It really needs the ability to save! Getting to wave 25 and having to turn off the game really sucks. It’s going to be at least three times we’ll have had to start all over from the beginning just to “beat” the game.

And you really need something to do with your money after wave 20. I had $15000 on my character with nothing to do with it.

That being said, the game is still great. There’s little I would do to “fix” co-op. The addition of a save file, obviously, so we could play in 30-60 minute chunks. Perhaps you could purchase weapon upgrades (rate of fire, damage, etc) so that in the later stages of the game you have a reason to spend money. I’d say “keep the number of enemies the same as when playing single player” but that is dependent on the ability to purchase weapon upgrades.

It was still the best 80 Microsoft point purchase I’ve made on Xbox Live Indie Games, though.

Team Meat Loves Linux!

19 months ago I linked to a podcast where Tommy from Team Meat said that nobody uses Linux and that Super Meat Boy likely would not see a Linux release. He replied in the comments that there would need to be enough enthusiasm for a Linux version in order to make the effort worthwhile.

Humble Bundle 4 featuring Super Meat Boy.

Yes, that means Linux.

Not a Penny in 2011 – At Least Until November 1st

So I broke my New Year’s resolution. But that’s what they’re there for, right? I made it 10 months which I’m incredibly proud of.

The game that broke the resolution? The Binding of Isaac as part of the latest Humble (Voxatron) Bundle.

The toughest part of the resolution? Having to turn down $1.50 Rainslick Precipice games during Steam sales. Those Steam sales… so tempting all year long. Speaking of which, Steam should be doing a Black Friday week-long sale here soon. Just a guess.

Did I learn anything? Heck yes, I did. Right now the Magicka series is on sale at Steam for less than $7 and it seems like a heckuva deal. Last year I would have jumped all over that. Not now, no way. I learned to appreciate my current library of unplayed games. I look at Magicka (and also Oblivion currently on sale) and think to myself, “When will I play this game? Is it likely to go on sale again, perhaps even cheaper, before I actually have time to play this game?” and the answer is a most definite, “Yes, it’ll be cheaper and no I’m in the middle of 10 other games right now so I don’t need to add this one regardless of how affordable it seems to be.”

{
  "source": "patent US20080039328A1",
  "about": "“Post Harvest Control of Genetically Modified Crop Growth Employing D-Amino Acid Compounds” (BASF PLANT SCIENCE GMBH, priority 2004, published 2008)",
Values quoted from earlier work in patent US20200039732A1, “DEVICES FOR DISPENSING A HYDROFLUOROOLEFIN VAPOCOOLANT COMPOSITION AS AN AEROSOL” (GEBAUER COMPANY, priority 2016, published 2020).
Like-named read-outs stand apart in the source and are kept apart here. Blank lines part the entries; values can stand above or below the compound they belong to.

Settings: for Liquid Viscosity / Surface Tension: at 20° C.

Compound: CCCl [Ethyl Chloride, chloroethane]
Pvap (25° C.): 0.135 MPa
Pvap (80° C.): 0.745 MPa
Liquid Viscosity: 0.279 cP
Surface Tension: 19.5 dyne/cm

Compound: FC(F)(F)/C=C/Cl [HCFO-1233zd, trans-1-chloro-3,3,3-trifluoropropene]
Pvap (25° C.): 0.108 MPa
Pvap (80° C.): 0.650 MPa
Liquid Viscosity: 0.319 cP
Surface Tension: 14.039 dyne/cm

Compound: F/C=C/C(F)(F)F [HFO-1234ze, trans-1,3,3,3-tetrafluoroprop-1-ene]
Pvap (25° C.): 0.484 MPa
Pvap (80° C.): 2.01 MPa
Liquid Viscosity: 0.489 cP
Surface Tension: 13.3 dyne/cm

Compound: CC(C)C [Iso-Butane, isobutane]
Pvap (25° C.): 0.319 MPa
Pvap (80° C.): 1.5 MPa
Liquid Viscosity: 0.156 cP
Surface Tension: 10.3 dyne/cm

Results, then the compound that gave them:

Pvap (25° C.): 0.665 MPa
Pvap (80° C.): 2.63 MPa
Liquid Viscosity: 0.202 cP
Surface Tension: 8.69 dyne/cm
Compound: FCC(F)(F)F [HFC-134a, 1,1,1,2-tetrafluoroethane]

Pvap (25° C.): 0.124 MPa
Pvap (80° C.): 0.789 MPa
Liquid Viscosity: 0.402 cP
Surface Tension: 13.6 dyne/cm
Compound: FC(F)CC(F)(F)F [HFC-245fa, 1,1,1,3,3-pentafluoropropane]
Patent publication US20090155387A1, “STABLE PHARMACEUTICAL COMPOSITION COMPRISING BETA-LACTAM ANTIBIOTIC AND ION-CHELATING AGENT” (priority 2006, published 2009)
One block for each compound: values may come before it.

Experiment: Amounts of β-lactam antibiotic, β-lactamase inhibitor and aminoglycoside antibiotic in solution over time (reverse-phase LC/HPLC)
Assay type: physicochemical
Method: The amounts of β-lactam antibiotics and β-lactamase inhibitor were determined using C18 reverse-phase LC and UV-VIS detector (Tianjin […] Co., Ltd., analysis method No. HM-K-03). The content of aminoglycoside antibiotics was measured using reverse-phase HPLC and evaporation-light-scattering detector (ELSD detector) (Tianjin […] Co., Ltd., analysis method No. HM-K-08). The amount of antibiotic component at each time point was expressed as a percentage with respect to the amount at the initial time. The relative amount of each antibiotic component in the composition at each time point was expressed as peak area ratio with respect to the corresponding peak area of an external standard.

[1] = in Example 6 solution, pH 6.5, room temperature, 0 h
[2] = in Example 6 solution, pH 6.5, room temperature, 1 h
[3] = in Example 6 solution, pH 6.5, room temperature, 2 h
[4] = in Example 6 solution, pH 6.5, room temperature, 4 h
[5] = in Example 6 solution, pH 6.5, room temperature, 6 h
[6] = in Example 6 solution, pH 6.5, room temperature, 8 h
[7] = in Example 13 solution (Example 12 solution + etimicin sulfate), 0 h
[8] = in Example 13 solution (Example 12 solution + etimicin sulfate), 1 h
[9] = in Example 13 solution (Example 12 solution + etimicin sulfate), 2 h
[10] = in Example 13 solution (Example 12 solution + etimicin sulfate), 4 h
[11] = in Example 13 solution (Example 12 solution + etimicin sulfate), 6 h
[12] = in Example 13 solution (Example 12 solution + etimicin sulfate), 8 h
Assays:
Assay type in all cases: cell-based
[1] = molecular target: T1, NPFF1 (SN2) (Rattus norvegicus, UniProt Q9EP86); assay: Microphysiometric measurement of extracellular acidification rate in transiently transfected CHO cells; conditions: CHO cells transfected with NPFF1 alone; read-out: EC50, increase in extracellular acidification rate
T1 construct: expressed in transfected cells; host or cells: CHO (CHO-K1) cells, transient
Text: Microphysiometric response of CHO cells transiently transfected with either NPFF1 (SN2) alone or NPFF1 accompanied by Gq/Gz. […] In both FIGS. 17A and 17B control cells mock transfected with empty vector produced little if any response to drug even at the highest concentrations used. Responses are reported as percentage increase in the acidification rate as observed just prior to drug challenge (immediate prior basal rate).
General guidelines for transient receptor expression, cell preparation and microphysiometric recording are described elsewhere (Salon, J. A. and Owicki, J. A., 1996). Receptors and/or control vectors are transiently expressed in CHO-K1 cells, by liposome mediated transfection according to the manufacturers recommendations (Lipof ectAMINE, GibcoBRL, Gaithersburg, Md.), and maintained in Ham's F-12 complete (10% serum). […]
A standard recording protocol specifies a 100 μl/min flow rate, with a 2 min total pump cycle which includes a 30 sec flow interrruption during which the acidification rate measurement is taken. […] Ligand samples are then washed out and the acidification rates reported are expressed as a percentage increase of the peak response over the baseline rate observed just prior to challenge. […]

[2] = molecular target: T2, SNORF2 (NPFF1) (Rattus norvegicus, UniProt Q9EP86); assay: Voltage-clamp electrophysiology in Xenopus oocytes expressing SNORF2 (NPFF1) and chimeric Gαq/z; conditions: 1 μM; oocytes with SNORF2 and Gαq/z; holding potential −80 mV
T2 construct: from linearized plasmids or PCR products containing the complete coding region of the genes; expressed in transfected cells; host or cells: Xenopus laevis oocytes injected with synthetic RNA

Speaking of Oblivion, I already own the game on DVDs. $6.49 for Steam cloud support (saved games stored online, accessible from any computer) sure is tempting, but what are the odds that I’ll play the game again in the near future? I’m playing the game right now using the physical media I own just so I can finish the expansion pack and the quests I had not yet finished. After that, it’s not likely I’ll want to continue by using the saved games I already have. Plus, I can just back up the saved games to a portable hard-drive.

So, yes I learned stuff. I appreciate my games. I’m not likely to add any new games to my library unless they’re games that don’t require a large time investment. In the foreseeable future I expect I’ll be “living” on a diet of quality indie titles while shunning the expensive triple-A titles that suck up too much time. I’ve got enough of those unplayed in my library already.

Polygons and a Proper Map

I wrote in my previous post that my idea would make sense once I got it working.

The purpose of this “Accessible Area” map is for the game, SpaceFight!. The orange area represents the places that the player character can reach given a certain amount of time. The algorithm works something like the following:

  1. Build a list of visible wall nodes (corners) within a range around the player
  2. Sort the list from closest to furthest
  3. Cast out spokes at given intervals with a minimum length of whenever it collides with a wall and a maximum length of the given radius
  4. Create and add to the ‘area list’ a polygon based on the previous spoke coordinate and the current spoke coordinate
  5. Iterate list of visible wall nodes
  6. Calculate new radius by subtracting the distance between the starting location and the node location from the given radius
  7. Start over at the top of this list substituting ‘player’ for ‘node location’ and keep going until the new radius is too small

I really wanted to add (union) the polygons together to create one polygon consisting of the outer-most points. Unfortunately, that messes up and I’m left with what looks like a crumpled bridge at the best of times. For the time being I’ll have to use the list of hundreds (due to the recursion) of polygons as seen in the image above. It’s not so bad as in the game it’ll be displayed in between turns when the frames per second doesn’t matter. Perhaps there’s a Java package out there that could do the job for me, giving me a simplified list of the union of all the polygons.